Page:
Our frenzied clamber from the pit of austerity prompted the British Chambers of Commerce to raise its economic growth forecast this week, which predicts a stronger labour market in the second half of this year. It is, therefore, a good thing that there are innovative graduate recruitment platforms out there. But what about those who are still studying? Corporate headhunting in universities is no new thing, but bringing the brightest talents to you first is perhaps more of an unmet need.
That was the case for a group of students from the University of the West of England in Bristol, as reported by local press this week. Realising that there weren’t enough opportunities for undergraduates to earn and learn in their prospective industries, they felt compelled to plug the recruitment gap with their own, dedicated platform.
The reasons their idea already has 50 businesses on board even before its official launch are very simple – relevance in the short term, and aspiration in the longer term.
The platform promotes opportunities for part-time and freelance work, internships and apprenticeships, and volunteering work that is directly related to students’ areas of study. Therefore, no time feels wasted and the prospect of a full-time offering upon graduation very real.
The untapped talent pool
So what does all this tell us?
Well, firstly it tells us we have a potentially enormous pool of untapped talent in Britain’s network of universities (with plenty more on its way, if recent A-level results are anything to go by).
It tells us this talent is both innovative and hungry to be noticed.
It also tells us that a comprehensive digital solution is their first port of call, and businesses have listened. They see the intuitive potential of its matchmaking prowess – where skill is partnered with industry – in a highly cost-effective package.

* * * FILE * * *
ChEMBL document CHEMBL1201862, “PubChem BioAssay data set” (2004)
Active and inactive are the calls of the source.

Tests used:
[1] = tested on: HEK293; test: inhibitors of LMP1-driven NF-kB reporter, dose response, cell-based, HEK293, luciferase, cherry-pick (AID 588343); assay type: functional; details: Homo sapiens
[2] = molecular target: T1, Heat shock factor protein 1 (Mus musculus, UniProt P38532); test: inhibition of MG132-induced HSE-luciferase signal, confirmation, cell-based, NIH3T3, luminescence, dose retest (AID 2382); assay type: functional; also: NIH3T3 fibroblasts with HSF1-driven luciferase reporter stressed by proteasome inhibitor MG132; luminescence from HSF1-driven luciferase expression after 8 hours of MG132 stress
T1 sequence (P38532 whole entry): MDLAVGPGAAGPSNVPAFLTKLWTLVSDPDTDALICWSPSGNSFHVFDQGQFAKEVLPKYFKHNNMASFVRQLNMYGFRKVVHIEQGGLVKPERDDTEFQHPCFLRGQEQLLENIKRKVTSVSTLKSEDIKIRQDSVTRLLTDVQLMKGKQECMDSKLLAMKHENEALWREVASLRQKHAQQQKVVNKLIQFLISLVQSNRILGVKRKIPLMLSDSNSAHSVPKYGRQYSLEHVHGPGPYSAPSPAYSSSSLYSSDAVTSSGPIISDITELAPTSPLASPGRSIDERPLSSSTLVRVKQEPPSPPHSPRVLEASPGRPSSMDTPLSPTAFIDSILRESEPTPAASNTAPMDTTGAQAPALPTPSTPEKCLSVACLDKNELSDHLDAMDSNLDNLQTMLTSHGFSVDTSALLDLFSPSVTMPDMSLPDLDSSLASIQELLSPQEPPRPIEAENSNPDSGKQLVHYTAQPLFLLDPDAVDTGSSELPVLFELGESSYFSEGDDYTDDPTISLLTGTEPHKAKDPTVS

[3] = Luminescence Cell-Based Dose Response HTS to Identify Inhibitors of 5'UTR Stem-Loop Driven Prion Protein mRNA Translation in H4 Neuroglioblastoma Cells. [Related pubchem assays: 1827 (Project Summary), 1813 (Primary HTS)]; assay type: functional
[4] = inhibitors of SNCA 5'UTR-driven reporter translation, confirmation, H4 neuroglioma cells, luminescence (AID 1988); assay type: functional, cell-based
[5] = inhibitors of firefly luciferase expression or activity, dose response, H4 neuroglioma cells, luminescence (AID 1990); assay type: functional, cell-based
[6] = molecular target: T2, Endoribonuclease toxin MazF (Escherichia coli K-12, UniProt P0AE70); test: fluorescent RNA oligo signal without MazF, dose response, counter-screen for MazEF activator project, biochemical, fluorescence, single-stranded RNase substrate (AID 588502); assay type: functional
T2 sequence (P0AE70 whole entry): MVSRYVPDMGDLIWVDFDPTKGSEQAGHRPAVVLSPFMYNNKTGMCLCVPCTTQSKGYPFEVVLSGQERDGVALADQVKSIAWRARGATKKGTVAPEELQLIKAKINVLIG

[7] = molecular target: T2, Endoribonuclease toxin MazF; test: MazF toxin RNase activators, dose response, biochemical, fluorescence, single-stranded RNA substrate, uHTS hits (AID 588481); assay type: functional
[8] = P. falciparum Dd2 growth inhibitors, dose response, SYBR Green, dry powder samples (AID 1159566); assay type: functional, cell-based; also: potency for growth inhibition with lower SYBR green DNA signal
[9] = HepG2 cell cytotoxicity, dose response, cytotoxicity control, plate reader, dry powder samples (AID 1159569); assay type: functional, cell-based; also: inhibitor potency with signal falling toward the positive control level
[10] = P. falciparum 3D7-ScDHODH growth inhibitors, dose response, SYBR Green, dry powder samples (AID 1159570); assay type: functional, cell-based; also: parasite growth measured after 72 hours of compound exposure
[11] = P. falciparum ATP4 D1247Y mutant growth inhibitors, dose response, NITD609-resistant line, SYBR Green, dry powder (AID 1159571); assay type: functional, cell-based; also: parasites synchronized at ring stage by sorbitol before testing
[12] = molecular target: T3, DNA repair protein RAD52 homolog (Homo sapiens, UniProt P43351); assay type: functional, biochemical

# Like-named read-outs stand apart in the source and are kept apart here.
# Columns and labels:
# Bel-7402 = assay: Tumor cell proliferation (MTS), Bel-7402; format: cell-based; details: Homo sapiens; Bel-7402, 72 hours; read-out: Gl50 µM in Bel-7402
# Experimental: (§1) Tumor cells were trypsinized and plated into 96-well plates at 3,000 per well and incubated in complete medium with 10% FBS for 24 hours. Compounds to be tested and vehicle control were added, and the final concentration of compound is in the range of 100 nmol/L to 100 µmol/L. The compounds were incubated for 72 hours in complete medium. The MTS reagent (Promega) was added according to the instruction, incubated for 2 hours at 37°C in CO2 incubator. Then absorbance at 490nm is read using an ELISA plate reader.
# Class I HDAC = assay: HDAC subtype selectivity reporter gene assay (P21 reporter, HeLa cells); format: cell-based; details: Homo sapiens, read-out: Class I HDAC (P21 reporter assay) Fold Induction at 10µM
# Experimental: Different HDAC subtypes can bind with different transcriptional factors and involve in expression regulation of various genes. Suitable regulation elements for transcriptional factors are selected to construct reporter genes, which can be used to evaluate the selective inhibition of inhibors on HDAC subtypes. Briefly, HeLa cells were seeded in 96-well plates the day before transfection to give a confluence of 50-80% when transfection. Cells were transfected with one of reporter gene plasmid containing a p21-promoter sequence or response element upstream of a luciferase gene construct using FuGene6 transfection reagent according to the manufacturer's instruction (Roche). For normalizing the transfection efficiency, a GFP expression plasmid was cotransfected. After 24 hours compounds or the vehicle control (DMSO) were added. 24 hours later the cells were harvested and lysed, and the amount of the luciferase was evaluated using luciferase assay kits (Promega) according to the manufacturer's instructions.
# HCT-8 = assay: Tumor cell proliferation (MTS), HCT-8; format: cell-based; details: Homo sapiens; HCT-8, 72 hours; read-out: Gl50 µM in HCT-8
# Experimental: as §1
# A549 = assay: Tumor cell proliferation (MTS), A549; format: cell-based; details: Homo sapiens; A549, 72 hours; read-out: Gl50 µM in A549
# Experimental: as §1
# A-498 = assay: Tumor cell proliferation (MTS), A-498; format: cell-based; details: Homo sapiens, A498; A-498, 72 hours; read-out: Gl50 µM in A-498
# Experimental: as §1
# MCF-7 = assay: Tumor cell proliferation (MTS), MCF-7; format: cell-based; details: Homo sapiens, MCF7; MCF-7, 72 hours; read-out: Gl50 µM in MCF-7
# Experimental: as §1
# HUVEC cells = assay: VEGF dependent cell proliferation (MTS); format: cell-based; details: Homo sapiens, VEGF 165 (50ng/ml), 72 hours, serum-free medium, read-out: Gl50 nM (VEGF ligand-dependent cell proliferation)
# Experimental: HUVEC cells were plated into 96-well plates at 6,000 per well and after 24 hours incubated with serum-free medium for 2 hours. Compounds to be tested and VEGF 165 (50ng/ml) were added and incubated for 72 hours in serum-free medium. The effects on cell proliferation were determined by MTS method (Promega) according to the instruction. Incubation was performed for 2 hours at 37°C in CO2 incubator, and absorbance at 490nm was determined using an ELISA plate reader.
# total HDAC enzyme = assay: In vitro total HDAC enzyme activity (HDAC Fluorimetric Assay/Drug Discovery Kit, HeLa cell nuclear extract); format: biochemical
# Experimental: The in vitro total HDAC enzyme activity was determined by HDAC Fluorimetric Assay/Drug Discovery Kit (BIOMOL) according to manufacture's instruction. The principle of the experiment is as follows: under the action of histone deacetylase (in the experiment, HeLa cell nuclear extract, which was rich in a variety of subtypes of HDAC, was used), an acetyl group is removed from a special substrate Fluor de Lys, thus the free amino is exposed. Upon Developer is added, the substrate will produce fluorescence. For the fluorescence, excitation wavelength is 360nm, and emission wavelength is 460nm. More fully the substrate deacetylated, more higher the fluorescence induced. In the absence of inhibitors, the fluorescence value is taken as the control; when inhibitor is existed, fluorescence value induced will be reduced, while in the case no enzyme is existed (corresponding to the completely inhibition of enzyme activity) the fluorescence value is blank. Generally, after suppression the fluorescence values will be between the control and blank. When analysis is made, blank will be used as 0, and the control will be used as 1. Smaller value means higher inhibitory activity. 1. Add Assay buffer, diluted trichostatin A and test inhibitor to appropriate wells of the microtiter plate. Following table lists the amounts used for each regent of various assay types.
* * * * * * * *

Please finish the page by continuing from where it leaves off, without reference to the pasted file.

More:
It’s great recruitment marketing. Big corporate should heed the need, and the best thing is that companies can take it upon themselves to provide a similar solution to what the Bristol students developed.
Which is where we come back to promoting relevance and aspiration, and aligning a content marketing strategy with your HR goals is a great way to do it.
Innovative recruitment marketing
Innovative companies want to hire and retain innovators. Recruiting innovative students requires a campaign of quality content – perhaps blogs, sponsored articles in the university press, fun, shareable videos, or a dedicated and amplified social media campaign that taps into undergraduate communities – that promotes creativity and support in your company culture. Promote a forward-thinking attitude that nurtures skill – a company that proactively wants to retain its talent. Backing this up with an extensive content calendar ensures this content remains fresh and exciting.
The students that matter to you feel a connection to your company and will be eager to hear more. The more content you can provide that appeals directly to the persona of student you seek most, the more those students engage. Provide them with shareable content on social media to tell their friends; in many ways a company couldn’t ask for a more engaged audience for content with this degree of relevance.
Then comes the aspiration. Candidates are in a better position post-uni to command a fair wage for a job in their field of study, as they’ve already gained practical, on-the-job experience through internships. Considering the amount debt students accumulate before they graduate, working for free until a company decides they’ve built up enough experience to warrant a salary isn’t all that appealing, as you might imagine.
Once you’ve pulled the right students into what is effectively now a marketing funnel, you can start talking about the opportunities: the internship case studies; the week in the life of a part-timer; the student that graduated to your permanent team.
Every company can’t headhunt every corner of every university, but using inspirational recruitment content marketing, the corporate players take steps to ensure that their message is heard loudest and by their most desired candidates.